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Variability and conservation in hepatitis B virus core protein.

Chain BM, Myers R - BMC Microbiol. (2005)

Bottom Line: Polymorphisms were found at 44 out of 185 amino acid positions analysed and were clustered predominantly in those parts of HBVc forming the outer surface and spike on intact capsid.The structural requirements of capsid assembly are likely to play a major role in limiting diversity.The phylogenetic analysis further suggests that immunological selection does not play a major role in driving HBVc diversity.

View Article: PubMed Central - HTML - PubMed

Affiliation: Department of Immunology and Molecular Pathology, University College London, W1T 4JF UK. b.chain@ucl.ac.uk

ABSTRACT

Background: Hepatitis B core protein (HBVc) has been extensively studied from both a structural and immunological point of view, but the evolutionary forces driving sequence variation within core are incompletely understood.

Results: In this study, the observed variation in HBVc protein sequence has been examined in a collection of a large number of HBVc protein sequences from public sequence repositories. An alignment of several hundred sequences was carried out, and used to analyse the distribution of polymorphisms along the HBVc. Polymorphisms were found at 44 out of 185 amino acid positions analysed and were clustered predominantly in those parts of HBVc forming the outer surface and spike on intact capsid. The relationship between HBVc diversity and HBV genotype was examined. The position of variable amino acids along the sequence was examined in terms of the structural constraints of capsid and envelope assembly, and also in terms of immunological recognition by T and B cells.

Conclusion: Over three quarters of amino acids within the HBVc sequence are non-polymorphic, and variation is focused to a few amino acids. Phylogenetic analysis suggests that core protein specific forces constrain its diversity within the context of overall HBV genome evolution. As a consequence, core protein is not a reliable predictor of virus genotype. The structural requirements of capsid assembly are likely to play a major role in limiting diversity. The phylogenetic analysis further suggests that immunological selection does not play a major role in driving HBVc diversity.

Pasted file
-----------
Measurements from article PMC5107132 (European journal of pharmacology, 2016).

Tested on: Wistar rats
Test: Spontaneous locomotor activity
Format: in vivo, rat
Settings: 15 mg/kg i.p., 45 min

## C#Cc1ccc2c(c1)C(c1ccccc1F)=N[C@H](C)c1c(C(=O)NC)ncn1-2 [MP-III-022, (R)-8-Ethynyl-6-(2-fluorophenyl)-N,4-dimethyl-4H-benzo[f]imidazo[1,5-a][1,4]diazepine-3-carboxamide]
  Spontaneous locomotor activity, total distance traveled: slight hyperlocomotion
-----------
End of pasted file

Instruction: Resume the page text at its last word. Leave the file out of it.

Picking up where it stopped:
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Related in: MedlinePlus

Analysis of 40 protein and DNA HBVc sequences. The 40 sequences detailed in Table 1 were analysed using Neighbor Joining analysis of both protein (panel a) and DNA (panel b) and plotted using TreeView. The bootstrap values (as percentage) are shown in smaller font. The accession number corresponding to each numbered sequence is shown in Table 1. The genotype is indicated by colour coding (Yellow = A, Green = B, Blue = C, Red = D).
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Figure 4: Analysis of 40 protein and DNA HBVc sequences. The 40 sequences detailed in Table 1 were analysed using Neighbor Joining analysis of both protein (panel a) and DNA (panel b) and plotted using TreeView. The bootstrap values (as percentage) are shown in smaller font. The accession number corresponding to each numbered sequence is shown in Table 1. The genotype is indicated by colour coding (Yellow = A, Green = B, Blue = C, Red = D).

Mentions: This phenomenon was analysed in more detail in a subset of 40 full length core protein sequences selected from various sections of the tree illustrated in fig 3 (see Table 1). The phylogenetic relationship between these forty sequences was analysed again, using Neighbour-Joining (a less computation intense method) incorporating a 1000 fold bootstrap replicate in order to validate the tree topology. The results of this analysis are shown in fig 4a. In this smaller subset, genotypes A and D are reasonably well resolved, but genotypes B and C are extensively jumbled. One instance of this is illustrated by two identical sequences (1 and 40 in fig 4) derived from genotypes B and C respectively. The DNA sequences corresponding to each of these forty protein sequences were then obtained from GenBank, and analysed using the same bootstrapped Neighbour-Joining procedure. The tree obtained is shown in fig 4b. As expected, the bootstrap values are in general higher for the DNA tree (since three times as much sequence information is being analysed). The DNA sequences are somewhat more efficient at classifying B and C as separate grouping. In particular the two identical protein sequences (1 and 40 in figure) are well separated and correctly classified by the DNA phylogeny. Overall, however, significant misclassification remains, reflecting either incorrect genotyping, recombination between viral strains [16,17], or simply insufficient discrimination based on these relatively short viral sequences.